Editor’s Note: This whiskey was provided to us as a review sample by the party behind it. This in no way, per our editorial policies, influenced the final outcome of this review. It should also be noted that by clicking the buy link in this review our site receives a small referral payment which helps to support, but not influence, our editorial and other costs.
What does a Kentucky Bourbon Hall of Fame Master Distiller give to his father, another Kentucky Bourbon Hall of Fame Master Distiller, on Father’s Day? Well, this isn’t a trick question, so of course the answer is a specially selected Kentucky bourbon. And since these are the legendary father-son duo at Wild Turkey, the bourbon in question is the Russell’s Reserve 13-Year-Old Kentucky Straight Bourbon. We’re reviewing the third and latest release today.
One could argue Jimmy Russell is Wild Turkey: he has worked there for almost 70 years and counting, much of it as the Master Distiller. His son, Eddie, began with the company in 1981, working his own way up to Master Distiller, too. He began creating tribute bottlings to his father, the first of which was released in 1998. He crafted the first Russell’s Reserve, also a 13-Year-Old Kentucky Straight Bourbon, in honor of his father, Jimmy, for Father’s Day in 2021.
Over the years, he has created more singular bottlings and regular releases under this label, though the 13-year-old is the “personal favorite” of Eddie’s. Regular releases include a 10-year-old bourbon and a six-year-old rye. A limited release last year included a single rickhouse expression, which was from the decommissioned Camp Nelson C rickhouse.
Today, the Russell’s Reserve is a line within the Wild Turkey family. Father and son share duties assembling the releases. Working together seems a natural development since Eddie’s entire career has been spent alongside his father.
For the third release of the Russell’s Reserve 13-Year-Old Kentucky Straight Bourbon, robust seems to be the goal. The releases are bottled at barrel proof and non-chill filtered to keep the character of the barrel, “resulting in a more robust mouthfeel,” per Eddie Russell. To add to the full-bodied mouthfeel, the distillery notes that the “Russell’s Reserve is distilled to a lower ABV, meaning less water is added before barreling, resulting in a robust whiskey.”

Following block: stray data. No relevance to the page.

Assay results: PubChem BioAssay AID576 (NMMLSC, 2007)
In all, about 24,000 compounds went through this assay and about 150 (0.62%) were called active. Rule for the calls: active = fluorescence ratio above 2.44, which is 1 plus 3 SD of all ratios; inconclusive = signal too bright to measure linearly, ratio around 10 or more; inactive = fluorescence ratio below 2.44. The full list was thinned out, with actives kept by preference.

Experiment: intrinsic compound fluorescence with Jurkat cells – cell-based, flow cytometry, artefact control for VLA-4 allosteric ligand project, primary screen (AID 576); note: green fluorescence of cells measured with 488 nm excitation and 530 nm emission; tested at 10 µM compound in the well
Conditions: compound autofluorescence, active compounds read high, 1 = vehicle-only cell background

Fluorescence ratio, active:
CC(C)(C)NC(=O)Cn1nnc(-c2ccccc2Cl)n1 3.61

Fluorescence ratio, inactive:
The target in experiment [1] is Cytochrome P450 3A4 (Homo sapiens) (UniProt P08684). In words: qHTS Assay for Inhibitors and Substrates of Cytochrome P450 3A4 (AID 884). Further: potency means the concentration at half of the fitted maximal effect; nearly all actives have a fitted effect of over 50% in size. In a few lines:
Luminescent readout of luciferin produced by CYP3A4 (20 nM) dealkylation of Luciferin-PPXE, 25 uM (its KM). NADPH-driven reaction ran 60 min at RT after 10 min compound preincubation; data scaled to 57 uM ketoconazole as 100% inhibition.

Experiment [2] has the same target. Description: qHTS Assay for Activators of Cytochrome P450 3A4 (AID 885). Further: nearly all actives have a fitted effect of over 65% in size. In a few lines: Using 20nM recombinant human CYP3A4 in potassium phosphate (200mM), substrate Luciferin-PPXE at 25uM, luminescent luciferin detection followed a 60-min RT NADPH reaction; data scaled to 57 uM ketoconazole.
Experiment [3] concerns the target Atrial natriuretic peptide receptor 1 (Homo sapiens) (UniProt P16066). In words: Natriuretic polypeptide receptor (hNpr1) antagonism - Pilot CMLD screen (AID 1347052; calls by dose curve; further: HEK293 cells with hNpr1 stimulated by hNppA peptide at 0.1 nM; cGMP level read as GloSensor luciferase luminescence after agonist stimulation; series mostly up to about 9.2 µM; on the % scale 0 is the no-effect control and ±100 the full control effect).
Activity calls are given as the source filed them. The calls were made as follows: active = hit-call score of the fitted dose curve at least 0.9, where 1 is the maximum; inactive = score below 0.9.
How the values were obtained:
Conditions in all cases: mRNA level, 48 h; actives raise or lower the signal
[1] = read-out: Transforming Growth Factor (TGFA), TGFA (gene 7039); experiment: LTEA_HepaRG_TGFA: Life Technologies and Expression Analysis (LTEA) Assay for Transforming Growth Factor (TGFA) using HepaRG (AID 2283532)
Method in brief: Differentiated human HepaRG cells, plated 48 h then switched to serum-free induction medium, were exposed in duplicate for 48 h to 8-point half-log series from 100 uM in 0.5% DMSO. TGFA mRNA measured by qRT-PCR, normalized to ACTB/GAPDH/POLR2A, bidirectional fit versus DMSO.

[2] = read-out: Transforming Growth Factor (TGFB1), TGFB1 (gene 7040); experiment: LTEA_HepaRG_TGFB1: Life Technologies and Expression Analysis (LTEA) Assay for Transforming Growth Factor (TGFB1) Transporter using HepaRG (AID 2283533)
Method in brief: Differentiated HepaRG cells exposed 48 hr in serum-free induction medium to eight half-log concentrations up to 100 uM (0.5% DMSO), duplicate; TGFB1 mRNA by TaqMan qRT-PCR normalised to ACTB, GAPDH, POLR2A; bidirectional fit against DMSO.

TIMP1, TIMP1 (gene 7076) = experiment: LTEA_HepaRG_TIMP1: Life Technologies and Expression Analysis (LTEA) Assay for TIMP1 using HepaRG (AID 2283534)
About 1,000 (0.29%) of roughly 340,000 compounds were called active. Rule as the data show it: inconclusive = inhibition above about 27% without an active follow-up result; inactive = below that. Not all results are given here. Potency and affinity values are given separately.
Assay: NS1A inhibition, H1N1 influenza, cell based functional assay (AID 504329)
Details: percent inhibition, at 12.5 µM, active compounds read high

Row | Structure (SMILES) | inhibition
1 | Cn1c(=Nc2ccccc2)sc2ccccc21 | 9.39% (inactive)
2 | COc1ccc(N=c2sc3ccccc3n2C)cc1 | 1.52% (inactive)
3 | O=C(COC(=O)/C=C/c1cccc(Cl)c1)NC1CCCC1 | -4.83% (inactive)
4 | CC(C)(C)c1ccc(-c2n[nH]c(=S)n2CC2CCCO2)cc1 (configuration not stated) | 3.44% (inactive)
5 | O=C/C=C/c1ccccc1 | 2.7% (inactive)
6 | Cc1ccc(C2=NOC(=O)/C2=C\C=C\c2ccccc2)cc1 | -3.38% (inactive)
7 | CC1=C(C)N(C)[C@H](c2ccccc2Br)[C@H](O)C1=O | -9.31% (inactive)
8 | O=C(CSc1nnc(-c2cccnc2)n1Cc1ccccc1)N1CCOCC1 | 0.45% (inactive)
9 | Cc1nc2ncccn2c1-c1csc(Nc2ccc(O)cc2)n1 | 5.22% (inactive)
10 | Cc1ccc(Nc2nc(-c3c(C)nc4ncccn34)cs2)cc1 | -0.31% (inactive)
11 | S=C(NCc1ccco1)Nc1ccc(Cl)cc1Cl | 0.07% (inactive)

The mash bill is the same as for all Wild Turkey releases and uses all non-GMO American-grown grains. Although Wild Turkey won’t verify the recipe, the general consensus is that the mash bill for the straight bourbon is 75% corn, 13% rye, and 12% malted barley.
Per the distillery, the whiskey is described as “a distinctive sip, exhibiting sweet and woody notes that give way to rich flavors of honey, chocolate and nougat throughout” and a smoky, charred note on the palate and finish.
It sounds thoughtfully decadent and powerful dram; let’s taste.
Tasting Notes: Wild Turkey Russell’s Reserve 13-Year-Old Bourbon
Vital Stats: Aged for 13 years in new American oak; 57.4% ABV; mash bill: standard Wild Turkey straight bourbon mash bill using non-GMO American-grown grains; SRP $150/ 750ml bottle.
Appearance: This is moderate amber with a yellow undertone.
Nose: The initial aromas are moderate in intensity but complex. There are aromas of orchard fruit like ripe green pears, rose oil and cherry blossom, and some oxidative and savory notes like fried pork belly, coffee, and shoe polish. Smells tasty, though it takes a hearty inhale to capture these aromas! With time, the aromatics unfurl a touch, showing aromas of vanilla wafer cookies and mint chocolate ice cream. The savory character keeps the more decadent notes in check. Very pretty, though I wouldn’t mind if it was more aromatic.
Palate: On the tongue, this bourbon is spicy and lightly astringent with a viscous mouthfeel. The high alcohol doesn’t mute the flavors. The bourbon offers up similar notes to the nose, including hints of fresh mint, grenadine, and white peaches. The spice aroma resolves into anise and fresh hops in a fascinating way.
The finish is moderate in length and leans on its fruit notes of cherries, rose petals, and crème brulée. Water doesn’t change much about the spirit other than bringing it out of its shell. I love how it seems to expand in the glass until it fills the room.